First, let’s look at the problem. The potential for Vapor Drive, warm air, entering a colder, controlled environment, which leads to condensation, frost, and icing, mainly exists at the junction between roof and wall systems. In cold storage construction, we don’t argue that the roof, nor wall systems are deficient (although some could be installed in a manner that makes them more efficient), they serve their purpose at stopping the elements.
The problem lies in the gap. Isn’t that always the way? It’s the space between your expectations (my building should maintain a constant temperature and fight condensation and icing) and the reality (it’s been a year since we built, and we see ice already). That’s where your disappointment lies, much like the Vapor Drive issues primarily occurs at the gap between roof and wall systems.
Enter the main industry solution, spray foam. We’ve got a lot to say about spray foam in another of our blog posts so let’s not get into that here, suffice to say, it’s inefficient and a short-term fix at best. The problem does not lie in the spray’s ability to insulate, which is great. We also don’t see spray foam absorbing water, like EPS insulation can. The main problem is also one of its greatest strengths as a building material: It is INflexible.
Unfortunately, your facility flexes.
In fact, the walls of your building may be moving due to expansion and contraction throughout the day as temperatures change at the rate of more than one inch every forty feet of wall. Spray foam simply cannot, and will not flex that far, without breaking its seal, and the seal, as the entire industry acknowledges, must remain constant to block air.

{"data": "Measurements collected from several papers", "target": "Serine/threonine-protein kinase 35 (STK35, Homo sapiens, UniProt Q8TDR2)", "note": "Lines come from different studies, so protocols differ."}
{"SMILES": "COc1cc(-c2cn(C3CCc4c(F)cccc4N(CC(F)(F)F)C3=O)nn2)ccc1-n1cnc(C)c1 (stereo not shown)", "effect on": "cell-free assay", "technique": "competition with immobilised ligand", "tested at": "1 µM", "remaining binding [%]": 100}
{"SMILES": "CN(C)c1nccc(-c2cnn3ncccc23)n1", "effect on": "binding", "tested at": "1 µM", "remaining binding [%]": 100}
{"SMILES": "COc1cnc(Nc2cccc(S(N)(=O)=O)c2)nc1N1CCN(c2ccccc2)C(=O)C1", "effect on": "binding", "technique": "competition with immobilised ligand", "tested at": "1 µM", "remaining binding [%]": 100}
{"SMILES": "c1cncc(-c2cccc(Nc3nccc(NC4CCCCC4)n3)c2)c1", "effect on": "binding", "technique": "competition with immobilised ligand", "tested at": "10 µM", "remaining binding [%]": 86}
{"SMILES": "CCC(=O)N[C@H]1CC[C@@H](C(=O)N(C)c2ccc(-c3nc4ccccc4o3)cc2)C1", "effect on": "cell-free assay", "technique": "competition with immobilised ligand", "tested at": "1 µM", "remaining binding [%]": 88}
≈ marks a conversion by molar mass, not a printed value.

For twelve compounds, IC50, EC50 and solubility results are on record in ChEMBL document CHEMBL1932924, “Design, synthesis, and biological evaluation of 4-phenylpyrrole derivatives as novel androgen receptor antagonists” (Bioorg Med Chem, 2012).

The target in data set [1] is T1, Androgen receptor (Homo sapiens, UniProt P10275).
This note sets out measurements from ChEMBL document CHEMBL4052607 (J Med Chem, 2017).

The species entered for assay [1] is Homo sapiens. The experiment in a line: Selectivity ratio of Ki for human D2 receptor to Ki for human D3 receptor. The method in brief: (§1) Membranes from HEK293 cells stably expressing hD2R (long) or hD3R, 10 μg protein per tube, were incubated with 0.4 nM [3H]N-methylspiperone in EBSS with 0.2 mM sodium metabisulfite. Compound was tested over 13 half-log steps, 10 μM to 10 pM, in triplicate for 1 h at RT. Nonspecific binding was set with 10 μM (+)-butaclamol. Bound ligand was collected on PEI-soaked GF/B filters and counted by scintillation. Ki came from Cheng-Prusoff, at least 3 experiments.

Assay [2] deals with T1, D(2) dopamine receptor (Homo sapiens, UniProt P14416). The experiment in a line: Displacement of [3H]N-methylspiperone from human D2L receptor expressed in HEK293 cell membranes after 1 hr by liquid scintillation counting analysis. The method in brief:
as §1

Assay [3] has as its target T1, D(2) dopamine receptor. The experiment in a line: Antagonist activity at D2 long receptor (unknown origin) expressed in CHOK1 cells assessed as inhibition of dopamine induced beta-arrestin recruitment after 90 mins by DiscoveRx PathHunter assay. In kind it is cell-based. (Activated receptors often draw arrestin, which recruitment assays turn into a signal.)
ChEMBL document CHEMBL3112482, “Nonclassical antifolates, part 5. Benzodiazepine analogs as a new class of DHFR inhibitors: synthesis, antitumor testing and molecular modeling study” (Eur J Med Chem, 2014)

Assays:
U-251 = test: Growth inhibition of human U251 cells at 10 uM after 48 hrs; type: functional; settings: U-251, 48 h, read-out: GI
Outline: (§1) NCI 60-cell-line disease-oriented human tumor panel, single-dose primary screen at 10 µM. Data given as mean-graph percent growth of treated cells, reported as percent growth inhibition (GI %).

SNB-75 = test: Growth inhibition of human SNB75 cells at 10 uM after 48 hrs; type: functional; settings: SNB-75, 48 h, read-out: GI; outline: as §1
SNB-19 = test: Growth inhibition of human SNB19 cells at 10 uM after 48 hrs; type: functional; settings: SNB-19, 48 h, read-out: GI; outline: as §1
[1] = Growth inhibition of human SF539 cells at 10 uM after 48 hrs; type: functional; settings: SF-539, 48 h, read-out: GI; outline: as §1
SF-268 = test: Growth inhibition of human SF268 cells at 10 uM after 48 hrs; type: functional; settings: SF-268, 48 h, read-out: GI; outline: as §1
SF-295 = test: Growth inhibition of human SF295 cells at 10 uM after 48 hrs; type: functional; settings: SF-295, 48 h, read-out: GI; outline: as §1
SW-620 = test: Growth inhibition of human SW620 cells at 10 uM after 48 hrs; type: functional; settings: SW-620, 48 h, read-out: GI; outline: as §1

In order to mitigate this problem, a system of multiple parts is required, and the roofing industry gets part of this correct – when they use a flexible, monolithic membrane as the top layer of the roofing system. But they stop short.
While there is much to be said about the superiority of the proprietary PVC membrane we use in Vapor Armour compression seal and roof installations, that can be said another time. The real secret is what happens with the “gap” from where the roofing leaves off and the top of the wall. This is the area most builders simply fill with spray foam and affix the roof over the edge.
Vapor Armour considered the needs of the structure.
- It needs to maintain a constant inside temperature to ensure food safety.
- AIR needs to be sealed-out from entering, which blocks warmer, penetrating air, or “Vapor Drive”
- The vapor barrier needs to “move” with the facility (expand and contract) with changes in temperature.
While the first is being addressed, the second and third most crucial factors are entirely overlooked.
Enter Vapor Armour™. This proprietary flexible membrane is integrated into the roof, buried beneath the roofing membrane, where it is permanently attached to the roof deck. It then extends up, (and over any parapet wall) and over the edge gap and down the wall – where it is then secured permanently to the wall.
This membrane is impermeable to both air and water, and flexible enough to meet the demands of expanding and contracting structures. It effectively ends Vapor Drive and can be installed around any penetrations in the building envelope, such as utility lines or vent pipes.
Between the superior value of XPS insulation, and the correct installation of a Vapor Barrier to cover the wall/roof junction, the Vapor Armour system can produce staggering results. Not only are our installations better able to maintain constant temperature, but they do so using less energy, between 17 and 35% less energy!
We’d like you to take the Vapor Armour challenge. Call us today and have our team out to do a free invasive forensic assessment of your cold storage facility. We will listen to your team, follow their lead on where most of the problem lies, and investigate the remainder of the structure to see how far the problem has spread and propose a permanent solution.